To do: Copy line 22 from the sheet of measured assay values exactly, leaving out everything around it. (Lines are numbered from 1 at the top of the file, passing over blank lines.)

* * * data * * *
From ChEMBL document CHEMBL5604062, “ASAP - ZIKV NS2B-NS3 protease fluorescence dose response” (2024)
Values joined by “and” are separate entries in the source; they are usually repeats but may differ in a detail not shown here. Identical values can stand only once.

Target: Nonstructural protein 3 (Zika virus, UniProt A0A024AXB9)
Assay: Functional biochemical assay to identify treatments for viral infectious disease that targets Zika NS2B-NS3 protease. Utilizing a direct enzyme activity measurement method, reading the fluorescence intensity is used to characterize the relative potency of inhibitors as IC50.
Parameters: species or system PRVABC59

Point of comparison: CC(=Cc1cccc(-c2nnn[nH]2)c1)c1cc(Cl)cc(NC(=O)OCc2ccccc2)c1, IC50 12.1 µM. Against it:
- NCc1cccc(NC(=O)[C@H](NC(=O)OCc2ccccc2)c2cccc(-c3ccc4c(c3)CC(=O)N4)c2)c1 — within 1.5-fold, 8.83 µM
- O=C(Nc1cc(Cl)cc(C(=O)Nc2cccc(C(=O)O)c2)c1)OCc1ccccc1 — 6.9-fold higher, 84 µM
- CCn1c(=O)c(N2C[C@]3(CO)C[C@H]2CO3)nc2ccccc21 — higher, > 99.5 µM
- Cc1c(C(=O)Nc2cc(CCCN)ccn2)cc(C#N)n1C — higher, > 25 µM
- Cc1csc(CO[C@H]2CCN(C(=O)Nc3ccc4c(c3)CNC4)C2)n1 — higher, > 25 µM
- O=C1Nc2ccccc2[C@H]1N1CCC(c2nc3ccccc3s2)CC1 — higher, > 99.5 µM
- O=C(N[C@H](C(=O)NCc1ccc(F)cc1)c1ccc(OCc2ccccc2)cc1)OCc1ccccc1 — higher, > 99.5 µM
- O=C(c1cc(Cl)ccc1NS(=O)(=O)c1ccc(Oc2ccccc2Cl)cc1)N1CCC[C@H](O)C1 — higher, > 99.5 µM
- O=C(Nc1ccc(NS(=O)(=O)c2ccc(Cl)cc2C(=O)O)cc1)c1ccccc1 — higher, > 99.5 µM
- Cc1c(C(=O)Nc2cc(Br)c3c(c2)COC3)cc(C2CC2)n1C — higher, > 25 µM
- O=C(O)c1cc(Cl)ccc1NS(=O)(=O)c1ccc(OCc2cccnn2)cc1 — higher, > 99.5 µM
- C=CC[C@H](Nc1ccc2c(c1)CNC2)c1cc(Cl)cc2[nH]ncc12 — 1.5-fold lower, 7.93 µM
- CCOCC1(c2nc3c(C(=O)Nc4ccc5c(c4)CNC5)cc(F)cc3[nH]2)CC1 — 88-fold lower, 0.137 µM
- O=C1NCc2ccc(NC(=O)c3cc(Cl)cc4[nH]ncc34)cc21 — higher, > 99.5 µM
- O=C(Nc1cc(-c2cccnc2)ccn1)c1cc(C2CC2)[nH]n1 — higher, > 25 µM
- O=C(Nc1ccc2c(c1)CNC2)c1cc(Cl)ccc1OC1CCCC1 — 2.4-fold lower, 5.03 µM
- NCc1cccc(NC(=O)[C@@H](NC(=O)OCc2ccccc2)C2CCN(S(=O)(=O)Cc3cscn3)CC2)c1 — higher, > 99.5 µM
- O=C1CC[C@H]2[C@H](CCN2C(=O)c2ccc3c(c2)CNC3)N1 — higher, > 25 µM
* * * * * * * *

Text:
- O=C(Nc1ccc2c(c1)CNC2)c1cc(Cl)ccc1OC1CCCC1 — 2.4-fold lower, 5.03 µM